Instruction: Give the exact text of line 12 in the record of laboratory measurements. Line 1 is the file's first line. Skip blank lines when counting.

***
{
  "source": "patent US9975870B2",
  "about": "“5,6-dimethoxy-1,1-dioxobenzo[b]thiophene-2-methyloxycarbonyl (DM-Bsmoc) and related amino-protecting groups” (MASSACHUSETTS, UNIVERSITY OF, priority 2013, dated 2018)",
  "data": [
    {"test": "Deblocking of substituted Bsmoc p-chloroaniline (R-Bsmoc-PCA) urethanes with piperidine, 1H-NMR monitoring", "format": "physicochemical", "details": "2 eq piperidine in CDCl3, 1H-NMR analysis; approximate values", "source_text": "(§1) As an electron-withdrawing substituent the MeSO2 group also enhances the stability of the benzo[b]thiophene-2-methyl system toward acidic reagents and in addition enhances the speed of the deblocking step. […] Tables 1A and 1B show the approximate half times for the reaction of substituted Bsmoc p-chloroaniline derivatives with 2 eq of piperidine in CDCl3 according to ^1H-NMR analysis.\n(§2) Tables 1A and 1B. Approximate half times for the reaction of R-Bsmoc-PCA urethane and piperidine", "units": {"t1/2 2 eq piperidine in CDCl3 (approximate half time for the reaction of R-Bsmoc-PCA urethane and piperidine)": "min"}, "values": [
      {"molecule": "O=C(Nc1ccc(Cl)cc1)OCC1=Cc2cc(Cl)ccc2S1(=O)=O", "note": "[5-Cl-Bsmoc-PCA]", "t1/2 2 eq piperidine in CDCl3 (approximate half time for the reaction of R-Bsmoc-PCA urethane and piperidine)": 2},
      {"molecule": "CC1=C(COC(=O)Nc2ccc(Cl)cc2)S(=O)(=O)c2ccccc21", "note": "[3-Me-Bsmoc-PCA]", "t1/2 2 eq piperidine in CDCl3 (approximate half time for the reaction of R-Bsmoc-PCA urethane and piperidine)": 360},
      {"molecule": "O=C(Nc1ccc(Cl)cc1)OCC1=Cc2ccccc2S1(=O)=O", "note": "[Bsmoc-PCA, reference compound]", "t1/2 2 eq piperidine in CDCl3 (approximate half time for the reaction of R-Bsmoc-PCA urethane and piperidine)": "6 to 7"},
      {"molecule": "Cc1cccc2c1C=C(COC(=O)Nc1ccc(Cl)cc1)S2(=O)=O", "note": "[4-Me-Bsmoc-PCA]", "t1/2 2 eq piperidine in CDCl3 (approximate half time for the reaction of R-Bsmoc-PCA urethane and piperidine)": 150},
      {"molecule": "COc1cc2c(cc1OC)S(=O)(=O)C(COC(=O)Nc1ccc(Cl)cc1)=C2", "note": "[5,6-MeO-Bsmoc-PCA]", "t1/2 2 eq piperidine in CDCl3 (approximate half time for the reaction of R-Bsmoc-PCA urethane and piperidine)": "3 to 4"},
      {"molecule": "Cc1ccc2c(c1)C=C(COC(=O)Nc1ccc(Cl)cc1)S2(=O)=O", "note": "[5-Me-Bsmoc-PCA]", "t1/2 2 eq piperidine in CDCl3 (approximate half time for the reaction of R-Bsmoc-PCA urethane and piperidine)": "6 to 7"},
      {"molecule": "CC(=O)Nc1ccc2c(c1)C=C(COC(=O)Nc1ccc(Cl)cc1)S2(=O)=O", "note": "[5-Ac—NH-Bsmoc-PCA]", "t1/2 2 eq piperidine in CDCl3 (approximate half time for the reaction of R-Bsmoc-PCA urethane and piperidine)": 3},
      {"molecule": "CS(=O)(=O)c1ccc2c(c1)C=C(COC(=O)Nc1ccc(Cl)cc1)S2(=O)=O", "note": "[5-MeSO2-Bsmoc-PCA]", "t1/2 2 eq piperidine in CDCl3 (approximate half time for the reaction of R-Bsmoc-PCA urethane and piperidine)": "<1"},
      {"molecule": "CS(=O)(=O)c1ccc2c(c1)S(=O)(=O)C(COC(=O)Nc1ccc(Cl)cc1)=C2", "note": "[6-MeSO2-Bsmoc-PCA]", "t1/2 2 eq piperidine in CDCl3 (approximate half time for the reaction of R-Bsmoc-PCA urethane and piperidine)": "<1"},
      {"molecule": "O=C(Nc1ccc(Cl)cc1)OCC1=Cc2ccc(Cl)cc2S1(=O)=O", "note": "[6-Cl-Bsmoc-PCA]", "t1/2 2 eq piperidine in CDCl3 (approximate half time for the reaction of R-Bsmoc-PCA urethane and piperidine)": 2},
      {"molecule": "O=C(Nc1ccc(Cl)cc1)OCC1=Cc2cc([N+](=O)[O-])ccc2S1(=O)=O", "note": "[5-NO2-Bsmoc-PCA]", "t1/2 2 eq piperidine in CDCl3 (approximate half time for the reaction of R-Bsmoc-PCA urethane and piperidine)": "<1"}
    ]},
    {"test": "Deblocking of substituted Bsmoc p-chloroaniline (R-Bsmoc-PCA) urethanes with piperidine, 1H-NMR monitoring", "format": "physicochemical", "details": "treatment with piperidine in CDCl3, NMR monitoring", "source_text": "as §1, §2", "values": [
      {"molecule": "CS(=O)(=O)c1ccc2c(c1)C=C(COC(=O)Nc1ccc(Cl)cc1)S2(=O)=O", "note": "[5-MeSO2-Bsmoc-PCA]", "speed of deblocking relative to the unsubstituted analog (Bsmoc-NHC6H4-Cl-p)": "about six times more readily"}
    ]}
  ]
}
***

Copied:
      {"molecule": "CC(=O)Nc1ccc2c(c1)C=C(COC(=O)Nc1ccc(Cl)cc1)S2(=O)=O", "note": "[5-Ac—NH-Bsmoc-PCA]", "t1/2 2 eq piperidine in CDCl3 (approximate half time for the reaction of R-Bsmoc-PCA urethane and piperidine)": 3},